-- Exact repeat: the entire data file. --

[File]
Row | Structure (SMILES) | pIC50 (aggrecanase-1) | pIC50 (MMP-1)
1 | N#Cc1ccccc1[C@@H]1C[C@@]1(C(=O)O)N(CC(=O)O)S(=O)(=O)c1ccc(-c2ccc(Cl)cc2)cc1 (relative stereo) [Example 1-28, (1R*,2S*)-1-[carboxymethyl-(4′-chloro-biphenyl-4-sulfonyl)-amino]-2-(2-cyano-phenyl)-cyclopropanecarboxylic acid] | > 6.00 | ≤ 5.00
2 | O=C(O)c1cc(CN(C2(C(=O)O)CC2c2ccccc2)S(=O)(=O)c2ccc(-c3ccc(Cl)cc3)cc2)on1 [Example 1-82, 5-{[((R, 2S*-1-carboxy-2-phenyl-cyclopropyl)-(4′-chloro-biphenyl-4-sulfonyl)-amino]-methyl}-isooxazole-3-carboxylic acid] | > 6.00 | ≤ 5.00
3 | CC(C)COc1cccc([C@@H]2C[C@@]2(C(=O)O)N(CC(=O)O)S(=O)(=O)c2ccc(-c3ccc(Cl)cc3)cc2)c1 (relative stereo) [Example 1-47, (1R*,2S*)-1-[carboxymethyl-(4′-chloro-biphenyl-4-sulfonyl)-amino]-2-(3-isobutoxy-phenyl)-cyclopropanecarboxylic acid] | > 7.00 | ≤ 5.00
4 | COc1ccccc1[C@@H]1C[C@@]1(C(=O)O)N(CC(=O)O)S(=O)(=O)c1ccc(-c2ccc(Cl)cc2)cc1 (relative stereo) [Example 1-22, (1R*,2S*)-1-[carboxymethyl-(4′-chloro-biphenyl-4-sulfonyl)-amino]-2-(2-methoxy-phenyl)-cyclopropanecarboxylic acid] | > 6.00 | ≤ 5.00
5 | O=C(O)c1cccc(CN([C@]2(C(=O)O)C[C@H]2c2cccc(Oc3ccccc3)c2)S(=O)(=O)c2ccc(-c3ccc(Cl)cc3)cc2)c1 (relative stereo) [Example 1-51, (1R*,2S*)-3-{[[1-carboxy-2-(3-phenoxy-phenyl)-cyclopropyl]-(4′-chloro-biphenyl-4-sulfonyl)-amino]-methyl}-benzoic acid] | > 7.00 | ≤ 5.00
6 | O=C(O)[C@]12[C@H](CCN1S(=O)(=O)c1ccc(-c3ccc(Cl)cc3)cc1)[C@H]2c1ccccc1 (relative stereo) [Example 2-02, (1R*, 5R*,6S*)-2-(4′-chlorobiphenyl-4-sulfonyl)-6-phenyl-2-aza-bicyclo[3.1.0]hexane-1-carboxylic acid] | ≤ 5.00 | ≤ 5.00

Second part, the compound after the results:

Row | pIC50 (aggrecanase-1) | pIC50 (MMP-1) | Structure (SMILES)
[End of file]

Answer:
Row | Structure (SMILES) | pIC50 (aggrecanase-1) | pIC50 (MMP-1)
1 | N#Cc1ccccc1[C@@H]1C[C@@]1(C(=O)O)N(CC(=O)O)S(=O)(=O)c1ccc(-c2ccc(Cl)cc2)cc1 (relative stereo) [Example 1-28, (1R*,2S*)-1-[carboxymethyl-(4′-chloro-biphenyl-4-sulfonyl)-amino]-2-(2-cyano-phenyl)-cyclopropanecarboxylic acid] | > 6.00 | ≤ 5.00
2 | O=C(O)c1cc(CN(C2(C(=O)O)CC2c2ccccc2)S(=O)(=O)c2ccc(-c3ccc(Cl)cc3)cc2)on1 [Example 1-82, 5-{[((R, 2S*-1-carboxy-2-phenyl-cyclopropyl)-(4′-chloro-biphenyl-4-sulfonyl)-amino]-methyl}-isooxazole-3-carboxylic acid] | > 6.00 | ≤ 5.00
3 | CC(C)COc1cccc([C@@H]2C[C@@]2(C(=O)O)N(CC(=O)O)S(=O)(=O)c2ccc(-c3ccc(Cl)cc3)cc2)c1 (relative stereo) [Example 1-47, (1R*,2S*)-1-[carboxymethyl-(4′-chloro-biphenyl-4-sulfonyl)-amino]-2-(3-isobutoxy-phenyl)-cyclopropanecarboxylic acid] | > 7.00 | ≤ 5.00
4 | COc1ccccc1[C@@H]1C[C@@]1(C(=O)O)N(CC(=O)O)S(=O)(=O)c1ccc(-c2ccc(Cl)cc2)cc1 (relative stereo) [Example 1-22, (1R*,2S*)-1-[carboxymethyl-(4′-chloro-biphenyl-4-sulfonyl)-amino]-2-(2-methoxy-phenyl)-cyclopropanecarboxylic acid] | > 6.00 | ≤ 5.00
5 | O=C(O)c1cccc(CN([C@]2(C(=O)O)C[C@H]2c2cccc(Oc3ccccc3)c2)S(=O)(=O)c2ccc(-c3ccc(Cl)cc3)cc2)c1 (relative stereo) [Example 1-51, (1R*,2S*)-3-{[[1-carboxy-2-(3-phenoxy-phenyl)-cyclopropyl]-(4′-chloro-biphenyl-4-sulfonyl)-amino]-methyl}-benzoic acid] | > 7.00 | ≤ 5.00
6 | O=C(O)[C@]12[C@H](CCN1S(=O)(=O)c1ccc(-c3ccc(Cl)cc3)cc1)[C@H]2c1ccccc1 (relative stereo) [Example 2-02, (1R*, 5R*,6S*)-2-(4′-chlorobiphenyl-4-sulfonyl)-6-phenyl-2-aza-bicyclo[3.1.0]hexane-1-carboxylic acid] | ≤ 5.00 | ≤ 5.00

Second part, the compound after the results:

Row | pIC50 (aggrecanase-1) | pIC50 (MMP-1) | Structure (SMILES)